Vintage Erector Sets
Credit: George Marks / Retrofile / Getty Images

Vintage Erector Sets

For some guys, the more high-tech, the better. But for others, old-school is where it's at: crackly vintage vinyl, antique threads, or '60s-era Jeeps. That list often includes classic toys and hobbies, too, and for those who have a soft spot for such things, this year marks a key 100th anniversary. It was a century ago that A.C. Gilbert, the guy who did just about everything – magician, med-school grad, Olympic pole vault gold medalist, manufacturer – first unveiled his game-changing construction toy, the Erector set, at the 1913 New York Toy Fair. It was a revelation and handily upstaged every other toy out there on its way to turning our country's young whippersnappers into master builders.

Charles Nelson, a member of the A.C. Gilbert Heritage Society, a national group of collectors who focus on the products produced by A.C. Gilbert Company (which also included chemistry sets, microscopes, and American Flyer trains), became interested in Erector sets as a kid and immersed in them as an adult. His thing is restoring sets to their original form. So far, he's only ever found one complete set, a 1926 No. 7, which builds a steam shovel and 533 other models (no, not at the same time). "I was walking through an antique store and asked my usual question: Any Erector sets? And got the usual response of 'no,' " Nelson recalls. "As I was walking out, I noticed this wood box on the floor, and it was a complete '26 No. 7. It was being used as a doorstop!" An electrician by trade, Nelson is quick to note that the bigger sets had electric motors. Kids were able to build bridges that move and cranes with magnets to pick things up.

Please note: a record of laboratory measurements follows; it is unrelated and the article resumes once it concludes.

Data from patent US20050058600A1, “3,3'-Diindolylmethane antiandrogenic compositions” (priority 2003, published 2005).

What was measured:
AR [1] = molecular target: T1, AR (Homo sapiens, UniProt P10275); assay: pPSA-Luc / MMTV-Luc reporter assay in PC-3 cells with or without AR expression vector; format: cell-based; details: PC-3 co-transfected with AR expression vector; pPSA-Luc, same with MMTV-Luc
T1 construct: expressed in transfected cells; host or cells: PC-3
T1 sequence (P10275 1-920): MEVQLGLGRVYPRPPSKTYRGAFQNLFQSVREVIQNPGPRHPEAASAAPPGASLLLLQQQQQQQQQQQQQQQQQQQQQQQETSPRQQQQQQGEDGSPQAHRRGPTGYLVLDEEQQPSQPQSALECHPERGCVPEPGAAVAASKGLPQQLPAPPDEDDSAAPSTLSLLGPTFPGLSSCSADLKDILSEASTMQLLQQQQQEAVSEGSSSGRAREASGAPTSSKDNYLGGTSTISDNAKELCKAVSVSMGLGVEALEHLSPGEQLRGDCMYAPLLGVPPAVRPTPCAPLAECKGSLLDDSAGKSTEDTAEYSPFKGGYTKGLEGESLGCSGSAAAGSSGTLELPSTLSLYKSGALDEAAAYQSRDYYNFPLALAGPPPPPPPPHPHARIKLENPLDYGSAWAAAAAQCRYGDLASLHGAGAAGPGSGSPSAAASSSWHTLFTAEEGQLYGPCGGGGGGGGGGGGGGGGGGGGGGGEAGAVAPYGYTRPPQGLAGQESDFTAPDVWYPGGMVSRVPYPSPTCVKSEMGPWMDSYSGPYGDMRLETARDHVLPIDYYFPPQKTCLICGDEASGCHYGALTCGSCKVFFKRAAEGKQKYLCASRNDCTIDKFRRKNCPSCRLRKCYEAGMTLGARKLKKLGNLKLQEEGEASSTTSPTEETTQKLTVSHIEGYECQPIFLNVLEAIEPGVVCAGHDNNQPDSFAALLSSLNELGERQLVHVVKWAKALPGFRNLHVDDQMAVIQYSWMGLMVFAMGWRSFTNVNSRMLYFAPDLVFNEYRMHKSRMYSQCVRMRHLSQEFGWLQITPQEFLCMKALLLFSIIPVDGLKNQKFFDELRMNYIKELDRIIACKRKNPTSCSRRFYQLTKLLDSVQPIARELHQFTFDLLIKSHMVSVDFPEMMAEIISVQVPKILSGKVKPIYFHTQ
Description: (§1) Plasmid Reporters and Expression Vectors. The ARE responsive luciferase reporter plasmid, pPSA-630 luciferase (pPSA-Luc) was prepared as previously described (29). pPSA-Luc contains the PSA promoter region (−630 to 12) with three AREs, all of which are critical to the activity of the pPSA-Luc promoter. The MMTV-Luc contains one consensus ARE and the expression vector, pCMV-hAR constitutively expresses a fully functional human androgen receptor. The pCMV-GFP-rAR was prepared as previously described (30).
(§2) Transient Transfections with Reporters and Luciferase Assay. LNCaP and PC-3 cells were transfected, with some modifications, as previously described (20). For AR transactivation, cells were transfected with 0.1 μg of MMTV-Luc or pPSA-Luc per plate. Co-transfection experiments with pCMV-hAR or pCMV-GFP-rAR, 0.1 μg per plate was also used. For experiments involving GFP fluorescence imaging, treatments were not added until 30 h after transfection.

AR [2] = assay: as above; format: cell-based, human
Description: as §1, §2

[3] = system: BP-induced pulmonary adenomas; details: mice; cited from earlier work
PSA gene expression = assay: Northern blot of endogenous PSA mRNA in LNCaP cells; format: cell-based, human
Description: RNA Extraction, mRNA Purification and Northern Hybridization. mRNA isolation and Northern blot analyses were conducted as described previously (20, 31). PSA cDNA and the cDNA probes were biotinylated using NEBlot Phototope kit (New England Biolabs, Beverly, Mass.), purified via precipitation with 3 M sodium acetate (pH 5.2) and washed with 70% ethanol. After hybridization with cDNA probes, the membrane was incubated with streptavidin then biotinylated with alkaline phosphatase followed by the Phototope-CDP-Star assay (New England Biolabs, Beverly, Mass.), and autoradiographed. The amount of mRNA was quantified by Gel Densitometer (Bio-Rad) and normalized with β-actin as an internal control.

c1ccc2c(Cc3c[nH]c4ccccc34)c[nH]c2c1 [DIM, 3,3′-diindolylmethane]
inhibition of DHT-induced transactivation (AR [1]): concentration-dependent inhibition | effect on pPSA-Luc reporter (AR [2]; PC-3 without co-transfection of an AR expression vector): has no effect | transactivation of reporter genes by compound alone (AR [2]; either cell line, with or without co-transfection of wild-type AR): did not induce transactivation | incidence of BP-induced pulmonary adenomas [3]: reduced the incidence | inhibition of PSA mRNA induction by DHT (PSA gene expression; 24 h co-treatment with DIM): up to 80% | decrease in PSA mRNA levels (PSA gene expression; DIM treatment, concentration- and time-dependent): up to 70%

Open, say, a vintage boxed set like the Trail Blazer No. 8, commonly known as "the set that builds the zeppelin." Inside you'll find the iconic metal Erector pieces, tools, and hardware, and the airship's cloth cover, emblazoned with the Erector logo. Many such sets can be found on Ebay, but some are so sought-after that they only move from collector to collector via private deals – just like famous pieces of art. One kit is the most substantial Erector ever, the 1931 No. 10, advertised as "The Climax of Erector Glory." (Uh, paging Dr. Freud. . . .) It allows you to build, among other things, a steam shovel, a truck, a locomotive and tender, as well as a five-foot-wide Ferris wheel; it weighs an astonishing 150 pounds in its box. The Climax set was $69.75 when it first appeared, but since then people have paid as much as $45,000 for one. "It's the holy grail," Nelson says. 

These days new Erector sets are sold by the European firm Meccano, but they only bear a passing resemblance to Gilbert's impressive classics. Much as it pains us to say it, turns out they don't make 'em like they used to.

More information: Vintage Erector sets and parts can be found on online auction sites such as eBay and e-commerce sites such as Etsy, but do your homework to ensure that what you're seeking is authentic. The A.C. Gilbert Heritage Society also has a for-sale section on its website at acghs.org for members. If you want to see vintage Erector sets up close and personal and you're in Chicago on Saturday, July 13, then go to the Society's 2013 National Convention at the Holiday Inn Chicago-Elk Grove, where Erector's 100th anniversary will surely be celebrated.